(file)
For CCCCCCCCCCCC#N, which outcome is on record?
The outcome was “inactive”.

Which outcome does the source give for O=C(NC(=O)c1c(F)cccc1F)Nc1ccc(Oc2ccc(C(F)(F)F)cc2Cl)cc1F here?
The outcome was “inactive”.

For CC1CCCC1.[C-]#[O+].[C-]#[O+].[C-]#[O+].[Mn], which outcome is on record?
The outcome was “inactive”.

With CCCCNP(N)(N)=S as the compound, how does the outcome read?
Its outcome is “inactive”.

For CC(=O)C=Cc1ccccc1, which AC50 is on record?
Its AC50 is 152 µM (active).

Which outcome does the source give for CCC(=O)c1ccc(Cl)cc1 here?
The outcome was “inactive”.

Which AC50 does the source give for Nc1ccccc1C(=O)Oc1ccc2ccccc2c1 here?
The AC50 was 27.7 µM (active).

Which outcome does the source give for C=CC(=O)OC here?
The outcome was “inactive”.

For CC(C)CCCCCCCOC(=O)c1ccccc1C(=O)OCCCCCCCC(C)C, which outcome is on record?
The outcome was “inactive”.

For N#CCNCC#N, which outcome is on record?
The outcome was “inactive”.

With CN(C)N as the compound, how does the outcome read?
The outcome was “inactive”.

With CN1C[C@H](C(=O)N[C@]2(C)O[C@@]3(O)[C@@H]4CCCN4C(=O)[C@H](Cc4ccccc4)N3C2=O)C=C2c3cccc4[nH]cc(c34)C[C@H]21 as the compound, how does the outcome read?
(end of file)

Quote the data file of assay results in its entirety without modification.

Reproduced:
For CCCCCCCCCCCC#N, which outcome is on record?
The outcome was “inactive”.

Which outcome does the source give for O=C(NC(=O)c1c(F)cccc1F)Nc1ccc(Oc2ccc(C(F)(F)F)cc2Cl)cc1F here?
The outcome was “inactive”.

For CC1CCCC1.[C-]#[O+].[C-]#[O+].[C-]#[O+].[Mn], which outcome is on record?
The outcome was “inactive”.

With CCCCNP(N)(N)=S as the compound, how does the outcome read?
Its outcome is “inactive”.

For CC(=O)C=Cc1ccccc1, which AC50 is on record?
Its AC50 is 152 µM (active).

Which outcome does the source give for CCC(=O)c1ccc(Cl)cc1 here?
The outcome was “inactive”.

Which AC50 does the source give for Nc1ccccc1C(=O)Oc1ccc2ccccc2c1 here?
The AC50 was 27.7 µM (active).

Which outcome does the source give for C=CC(=O)OC here?
The outcome was “inactive”.

For CC(C)CCCCCCCOC(=O)c1ccccc1C(=O)OCCCCCCCC(C)C, which outcome is on record?
The outcome was “inactive”.

For N#CCNCC#N, which outcome is on record?
The outcome was “inactive”.

With CN(C)N as the compound, how does the outcome read?
The outcome was “inactive”.

With CN1C[C@H](C(=O)N[C@]2(C)O[C@@]3(O)[C@@H]4CCCN4C(=O)[C@H](Cc4ccccc4)N3C2=O)C=C2c3cccc4[nH]cc(c34)C[C@H]21 as the compound, how does the outcome read?